A version of this article originally appeared in ROAR Forward as part of a collaboration with their quarterly ROAR Report. For more retail insights like this from CivicScience, get in touch.

While inflation shows signs of receding and economic sentiment is beginning to recover, Americans continue to have mixed levels of confidence regarding their disposable income and spending as they grapple with elevated costs across various facets of their lives.

Although employment remains historically high for the general population and the 50+ demographic now owns unprecedented levels of wealth due to a recovering stock market and historically high home values, a healthy percentage of Americans are anticipating spending less freely across multiple categories.

In addition to inflation continuing to be a challenge, the Gen Pop will feel the impact of resumed student loan payments this year. However, those without student loans, such as people aged 50+, may feel pressure to watch their spending as healthcare and housing remain elevated over pre-pandemic levels. And all demographics are feeling the pressure of higher food, entertainment, and travel costs.   

Looking ahead, how might consumers change their spending habits and what do they anticipate their financial situations to be in 2024? How do those paths differ for various demographics?

CivicScience recently polled U.S. adults to gain insight into their outlook on their disposable income and spending for 2024. The results indicate over half of the Gen Pop says they will have the same or more disposable income in 2024, with the plurality feeling neutral on their expected income outlook. Still, nearly 2-in-5 (38%) of Gen Pop adults anticipate less in 2024. Adults 55+ who have steadier, less variable, and slower-growing income streams are understandably more likely to have the same (or less due to higher anticipated costs) disposable income this year, with 42% saying they expect less and 48% expecting the same in 2024.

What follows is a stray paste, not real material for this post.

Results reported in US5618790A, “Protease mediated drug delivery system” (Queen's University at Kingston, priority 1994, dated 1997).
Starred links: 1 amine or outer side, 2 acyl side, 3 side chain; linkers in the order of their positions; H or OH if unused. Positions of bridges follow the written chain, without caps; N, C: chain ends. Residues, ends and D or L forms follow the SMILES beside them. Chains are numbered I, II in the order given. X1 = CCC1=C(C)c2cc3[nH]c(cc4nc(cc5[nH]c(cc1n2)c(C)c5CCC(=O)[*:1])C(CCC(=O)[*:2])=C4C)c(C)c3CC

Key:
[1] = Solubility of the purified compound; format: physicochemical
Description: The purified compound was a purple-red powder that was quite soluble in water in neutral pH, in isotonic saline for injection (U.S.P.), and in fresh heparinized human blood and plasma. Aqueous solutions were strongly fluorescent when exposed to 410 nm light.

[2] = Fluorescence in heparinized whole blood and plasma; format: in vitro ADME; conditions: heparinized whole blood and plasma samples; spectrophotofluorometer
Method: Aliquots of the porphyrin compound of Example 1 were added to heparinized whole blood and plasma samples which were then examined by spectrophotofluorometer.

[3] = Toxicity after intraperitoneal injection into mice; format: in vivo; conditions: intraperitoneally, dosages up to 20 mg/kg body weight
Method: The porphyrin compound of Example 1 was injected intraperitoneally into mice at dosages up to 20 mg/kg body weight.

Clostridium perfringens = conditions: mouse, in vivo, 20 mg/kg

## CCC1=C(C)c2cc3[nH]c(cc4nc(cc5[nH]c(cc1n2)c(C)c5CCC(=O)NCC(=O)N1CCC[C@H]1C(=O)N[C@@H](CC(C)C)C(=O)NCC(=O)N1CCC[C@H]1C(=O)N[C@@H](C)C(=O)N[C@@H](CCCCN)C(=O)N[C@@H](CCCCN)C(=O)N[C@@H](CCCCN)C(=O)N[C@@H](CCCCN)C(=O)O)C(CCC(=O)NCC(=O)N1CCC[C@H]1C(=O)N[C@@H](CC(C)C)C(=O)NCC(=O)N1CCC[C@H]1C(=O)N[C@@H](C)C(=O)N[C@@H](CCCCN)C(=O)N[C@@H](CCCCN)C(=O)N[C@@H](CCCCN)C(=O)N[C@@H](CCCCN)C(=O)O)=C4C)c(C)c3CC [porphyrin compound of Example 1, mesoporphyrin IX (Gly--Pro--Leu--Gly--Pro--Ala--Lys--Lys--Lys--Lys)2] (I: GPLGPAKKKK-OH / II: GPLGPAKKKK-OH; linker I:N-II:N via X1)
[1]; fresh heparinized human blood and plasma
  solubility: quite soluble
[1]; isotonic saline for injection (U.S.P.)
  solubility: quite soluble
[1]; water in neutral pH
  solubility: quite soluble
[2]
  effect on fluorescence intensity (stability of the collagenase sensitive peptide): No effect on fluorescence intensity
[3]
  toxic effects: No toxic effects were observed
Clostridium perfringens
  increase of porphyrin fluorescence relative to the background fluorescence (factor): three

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With approximately 40% of Americans planning for less disposable income this year, where exactly are they planning to cut spending in their budgets? Additional CivicScience data show 1-in-5 (20%) say that fashion and footwear spending will be most at risk for Gen Pop and 55+, with almost a third (31%) of 55+ respondents identifying it as their primary area for budgetary reductions. Though entertainment and travel are also common denominators as target areas to spend less, the Gen Pop is twice as likely to reduce spending on beauty products than 55+. Notably, the 55+ segment intends to cut back less than the Gen Pop on beauty, sporting goods, entertainment, automotive, health and wellness, and education.   

Examining the flip side of the equation, where Americans intend to increase spending in 2024, we find some similarities again – travel, home improvement, and health/wellness stand out as top priorities for American consumers. Not only are a healthy percentage of the Gen Pop and the 55+ segments interested in spending more on those categories, but 55+ is as much as seven percentage points more likely to spend more on travel and their homes than the Gen Pop. Thinking about the 55+ life stage, this intention is understandable as homeownership for the 55+ segment is generally higher than the Gen Pop.  Regarding travel, the 55+ cohort, on average, has more time and more wealth than the general population, which can often translate into increased travel spending.  

Overall, 2024 is a year where adults 55+ may focus more on trimming fashion/footwear expenses, which distinguishes them from the diversified range of cutbacks expected by the Gen Pop, who are more likely to cut back in 7 of the 11 areas studied. Americans aged 55+ are also particularly honed in on where they’ll be spending more in the year ahead, with over half indicating a preference for spending increases on either travel or home improvement – 15 points higher than U.S. adults citing the same priorities. 

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